Once the Lord was travelling among the Angas with a large company of some five hundred monks, and he arrived at Campa. At Campa he stayed by Gaggara's lotus-pond. At that time the Brahmin Sonadanda was living at Campa, a populous place, full of grass, timber, water and corn, which had been given to him by King Bimbisara of Magadha as a royal gift and with royal powers. And the Brahmins and householders of Campa heard say: 'The ascetic Gotama of the Sakyans, who has gone forth from the Sakya clan is travelling among the Angas. . .and is staying by Gaggara's lotus-pool. And concerning that Blessed Lord Gotama a good report has been spread about: "This Blessed Lord is an Arahant, a fully-enlightened Buddha, perfected in knowledge and conduct, a Well-Farer, Knower of the worlds, unequalled Trainer of men to be tamed, Teacher of gods and humans, a Buddha, a Blessed Lord." He proclaims this world with its gods, maras, Brahmas, the world of ascetics and Brahmins with its princes and people, having come to know it by his own knowledge. He teaches a Dhamma that is lovely in its beginning, lovely in its middle and lovely in its ending, in the spirit and in the letter, and he displays the fully-perfected, thoroughly purified holy life. And indeed it is good to see such Arahants.'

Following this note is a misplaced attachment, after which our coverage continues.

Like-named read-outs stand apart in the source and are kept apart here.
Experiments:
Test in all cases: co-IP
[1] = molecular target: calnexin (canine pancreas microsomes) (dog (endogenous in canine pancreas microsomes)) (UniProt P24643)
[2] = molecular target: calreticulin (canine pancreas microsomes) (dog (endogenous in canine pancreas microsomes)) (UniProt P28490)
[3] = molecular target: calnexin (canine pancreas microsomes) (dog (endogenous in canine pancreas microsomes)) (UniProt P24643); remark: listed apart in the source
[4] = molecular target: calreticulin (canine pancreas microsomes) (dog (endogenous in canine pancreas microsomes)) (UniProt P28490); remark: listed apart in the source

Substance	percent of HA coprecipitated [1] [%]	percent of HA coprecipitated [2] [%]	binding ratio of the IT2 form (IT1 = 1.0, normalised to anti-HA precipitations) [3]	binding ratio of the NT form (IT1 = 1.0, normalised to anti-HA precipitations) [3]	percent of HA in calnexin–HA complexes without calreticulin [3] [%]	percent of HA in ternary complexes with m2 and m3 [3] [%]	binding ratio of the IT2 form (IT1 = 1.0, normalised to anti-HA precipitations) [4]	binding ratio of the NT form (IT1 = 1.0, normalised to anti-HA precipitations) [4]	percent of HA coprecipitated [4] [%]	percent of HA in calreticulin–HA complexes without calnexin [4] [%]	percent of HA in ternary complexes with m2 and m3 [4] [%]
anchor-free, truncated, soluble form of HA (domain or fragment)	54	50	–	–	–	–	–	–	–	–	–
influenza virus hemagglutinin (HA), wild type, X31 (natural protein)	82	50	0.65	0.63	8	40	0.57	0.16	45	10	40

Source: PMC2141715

Thereupon the Brahmins and householders of Campa, leaving Campa in great crowds, in vast numbers, went to Gaggara's lotus-pond. Just then, the Brahmin Sonadanda had gone up to his verandah for his midday rest. Seeing all the Brahmins and householders making for Gaggara's lotus-pond, he asked his steward the reason.